If you haven’t heard about a wet rag, get ready to hear about a wet rag:

And if necessary, games will be moved for health and safety reasons:

More details will trickle out over the next few hours and days, but the most important news is that players are expected to report on July 1, the season will start three weeks later, and if all goes well, we’ll have a 60-game regular season and a postseason that has its usual format.

There is going to be a lot of discussion of the past few months of acrimony between the players and the owners, about what did happen and what might have been. It’s fair to call the last month or so a lost opportunity for the sport, one that both delayed the return of baseball and pulled focus from the more urgent question of whether it is safe to play in the midst of a pandemic at all. There was a lot of talk about an expanded postseason, economic feasibility, doubleheaders, regular season games in October, and neutral sites. Ultimately, the parties came to an agreement back in March and opted to abide by that agreement.

It’s fair to criticize the owners for dragging their feet. They raised the specter of renegotiating the March agreement with a pay cut, but were never fully forthcoming regarding the necessity to do so, and waited more than a month to even make an offer. Their first two offers slashed guaranteed pay by around 50% from the pro-rated March figures, and they didn’t offer a guarantee above 50 pro-rated games until one week ago. It’s possible the plan was a delay tactic, but as I posited last week, it seems the owners wanted either a great deal or a short schedule:

For the owners, this mode of negotiation appeared to be a win-win. Either run out the clock and pay less, or hope the union agreed to a deal with huge cuts that would provide more money to the owners. MLBPA’s response — to a shortened schedule and to any offers not significantly better than the threatened pro-rated 50-game slate — has thrown a wrench in those plans. Demanding more discussion or that the players agree not to proceed with a grievance gets the owners slightly back on track, but they are clearly still concerned about the potential for a grievance, which might provide more transparency into the owners’ finances and comes with the threat of hundreds of million of dollars in awards to the players.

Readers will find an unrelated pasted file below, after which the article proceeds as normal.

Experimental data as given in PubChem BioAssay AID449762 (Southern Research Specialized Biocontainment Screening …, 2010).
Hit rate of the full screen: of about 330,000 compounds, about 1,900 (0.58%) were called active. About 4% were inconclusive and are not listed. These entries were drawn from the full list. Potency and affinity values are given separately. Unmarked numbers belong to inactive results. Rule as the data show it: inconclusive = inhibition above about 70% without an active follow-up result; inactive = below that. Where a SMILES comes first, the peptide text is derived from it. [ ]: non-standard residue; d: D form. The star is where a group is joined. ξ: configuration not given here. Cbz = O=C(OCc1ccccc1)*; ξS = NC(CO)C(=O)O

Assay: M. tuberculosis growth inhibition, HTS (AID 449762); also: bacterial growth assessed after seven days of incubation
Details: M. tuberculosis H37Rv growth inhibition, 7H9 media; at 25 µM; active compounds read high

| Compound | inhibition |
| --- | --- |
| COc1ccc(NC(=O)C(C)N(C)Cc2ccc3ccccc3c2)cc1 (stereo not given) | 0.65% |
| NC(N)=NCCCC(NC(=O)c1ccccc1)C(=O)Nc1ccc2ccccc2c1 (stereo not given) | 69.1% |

The threat of a grievance likely helped bring about the 60-game schedule as opposed to a schedule with as few as 48 games, as was floated earlier in the month. A 12-game difference in the 2020 slate means $300 million more for the players. By voting down the league’s proposal, the players did not give up their rights to a grievance and held on to valuable expanded postseason rights. As pointed out in MLB’s press release, the league was offering just $58 million for expanded postseason over the next two years for a waiver of that grievance. It still seems shortsighted for the owners not to have responded to the players’ offer of 70 games, which included two years of expanded postseason, two years of advertising on jerseys, and the waiver of a grievance. Adding six games would have cost under $2 million per team, without even factoring in national television revenue. There’s still the possibility that the two sides agree on expanded postseason in the next month, but it seems likely to cost the owners a lot more than $58 million.